The sanctuary is run by Werner Freund. He has been studying and breeding wolves for 30 years now. This is one of the few places where you’ll see so many different species of wolves in one spot.

6) Romania (Europe)

This country is home to Europe’s biggest wolf population. There are about 3,000 wolves in the Carpathian Mountains alone (according to the NWF).

Other animals that live there include bears and lynx.

7) United Kingdom (Europe)

At Wolf Watch UK, you can visit, photograph and listen to the wolves and wolf-hybrids. The sanctuary was created by wolf admirers who wanted an alternative for wolves that were not doing well in zoos and wildlife parks.

Note that they don’t allow visitors that are less than 5 feet tall into the sanctuary.

8) Canada (North America)

Canada is home to a number of wolf sanctuaries and reserves including:

  • British Columbia Wildlife Park Kamloops

This park accepts injured, orphaned and sick local wildlife of different species including wolves, black bears, grizzly bears, lynx, cougars, different birds of prey, badger, bison, reindeer and elk.

  • Haliburton Forest Wolf Centre Ontario

The Haliburton Forest Wolf Centre is huge. About 15 acres of land are dedicated to house the packs of gray wolves there.

9) The United States Of America

The USA has the highest number of wolf sanctuaries and reserves of any country: almost 40 in total. Here are just a few of them:

  • Minnesota’s International Wolf Center or International Wolf Center.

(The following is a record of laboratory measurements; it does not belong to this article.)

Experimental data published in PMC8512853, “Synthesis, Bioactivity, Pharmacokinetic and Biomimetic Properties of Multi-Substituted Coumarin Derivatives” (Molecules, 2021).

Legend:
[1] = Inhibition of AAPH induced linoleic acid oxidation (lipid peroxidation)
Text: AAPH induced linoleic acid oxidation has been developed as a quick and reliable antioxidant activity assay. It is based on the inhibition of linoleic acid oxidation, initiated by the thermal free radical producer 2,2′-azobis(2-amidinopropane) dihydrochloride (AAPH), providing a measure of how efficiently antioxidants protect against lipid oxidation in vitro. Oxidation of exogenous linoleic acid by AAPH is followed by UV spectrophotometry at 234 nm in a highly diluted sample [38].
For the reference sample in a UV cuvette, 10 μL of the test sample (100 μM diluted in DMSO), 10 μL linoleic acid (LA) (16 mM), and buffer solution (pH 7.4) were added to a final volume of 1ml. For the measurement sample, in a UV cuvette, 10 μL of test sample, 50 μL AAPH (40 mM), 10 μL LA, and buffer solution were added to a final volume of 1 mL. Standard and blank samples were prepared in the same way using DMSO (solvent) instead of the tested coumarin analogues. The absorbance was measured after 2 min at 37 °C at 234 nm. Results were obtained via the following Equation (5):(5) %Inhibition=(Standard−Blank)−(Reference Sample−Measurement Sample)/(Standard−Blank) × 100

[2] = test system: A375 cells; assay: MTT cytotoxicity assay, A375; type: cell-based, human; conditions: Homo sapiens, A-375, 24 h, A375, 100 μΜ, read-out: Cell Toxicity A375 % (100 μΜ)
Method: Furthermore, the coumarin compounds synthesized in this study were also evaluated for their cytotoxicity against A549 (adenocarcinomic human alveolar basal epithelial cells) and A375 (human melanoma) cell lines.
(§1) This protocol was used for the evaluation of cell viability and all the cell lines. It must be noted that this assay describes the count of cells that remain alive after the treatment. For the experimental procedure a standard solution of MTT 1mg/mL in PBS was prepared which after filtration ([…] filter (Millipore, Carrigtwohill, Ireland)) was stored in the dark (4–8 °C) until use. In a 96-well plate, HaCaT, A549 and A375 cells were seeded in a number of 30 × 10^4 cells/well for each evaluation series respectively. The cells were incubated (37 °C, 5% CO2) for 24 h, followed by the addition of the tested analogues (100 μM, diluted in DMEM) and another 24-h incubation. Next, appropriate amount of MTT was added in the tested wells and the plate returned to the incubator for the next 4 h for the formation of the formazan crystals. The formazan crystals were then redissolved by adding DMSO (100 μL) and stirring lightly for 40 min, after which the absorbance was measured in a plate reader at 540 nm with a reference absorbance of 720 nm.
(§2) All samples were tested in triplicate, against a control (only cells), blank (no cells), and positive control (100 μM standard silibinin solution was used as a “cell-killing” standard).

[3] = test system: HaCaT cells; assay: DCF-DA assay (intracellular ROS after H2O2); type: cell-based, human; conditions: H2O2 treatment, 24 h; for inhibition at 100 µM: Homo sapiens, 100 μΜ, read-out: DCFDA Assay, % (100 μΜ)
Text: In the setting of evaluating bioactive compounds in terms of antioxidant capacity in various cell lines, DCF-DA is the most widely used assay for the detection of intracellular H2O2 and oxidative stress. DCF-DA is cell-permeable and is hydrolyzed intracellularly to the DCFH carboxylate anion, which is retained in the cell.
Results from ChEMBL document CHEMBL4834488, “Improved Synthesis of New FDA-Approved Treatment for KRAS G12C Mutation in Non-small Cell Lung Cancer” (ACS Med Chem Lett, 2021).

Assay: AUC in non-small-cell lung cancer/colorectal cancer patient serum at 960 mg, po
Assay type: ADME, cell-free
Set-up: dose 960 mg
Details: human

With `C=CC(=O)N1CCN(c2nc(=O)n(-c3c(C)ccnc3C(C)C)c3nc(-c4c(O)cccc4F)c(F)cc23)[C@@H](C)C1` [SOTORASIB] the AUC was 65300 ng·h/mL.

The International Wolf Center in Minnesota has daily programs for visitors though reservations are required. You’ll get to meet ambassador wolves, attend educational seminars or just embark on a learning vacation.

  • Yellowstone National Park Wyoming

Wolves were re-introduced into this area 1985 after being wiped out. Now, many packs live in Yellowstone National Park, most of them around Lamar Valley. Over 100,000 visitors come yearly to see the wolves and the best time to go is in February though you may still spot them all year round.

  • Gila and Apache National Forests, Arizona and New Mexico

The rare and almost extinct Mexican wolf lives in the Gile and Apache National Forests. There are just about 40 wolves there and they are protected in an area called the Blue Range Wolf Recovery Area.

  • Denali National Park And Preserve, Alaska

Presently, Denali Park may have one of the populations of wild wolves in Alaska: about 7,000 to 11,000 of them. You’ll easily see and hear them especially near the main road. Other animals that live there include: grizzlies, wolf, sheep, moose and caribou.

10) Brazil (South America)

The Maned wolves (though not true wolves), mainly live in Brazil specifically the Canastra National Park. There are just under 24,000 of them left and they are classified as Near Threatened.

There are so many other wolf sanctuaries and reserves also worthy of mention like: Alpha – le Temps du Loup, Le Boréon, (France), The Parc des Goups du Gévaudan, (France), and The Majella National Park (Italy).

Others are the Northern Lights Wildlife Wolf Centre (Canada), Wolf Adventure (Canada), The New York Wolf Conservation Center, and over 30 more locations in the USA alone.

Every one of these wolf sanctuaries and reserves vary greatly in size from small private operations, to large government-funded facilities. However, the goal is the same: save the wolf before it disappears into history.

 

References:

1) https://en.wikipedia.org/wiki/List_of_gray_wolf_populations_by_country

2) http://animaltourism.com/animals/wolf.php

Photo Credit:

www.depositphotos.com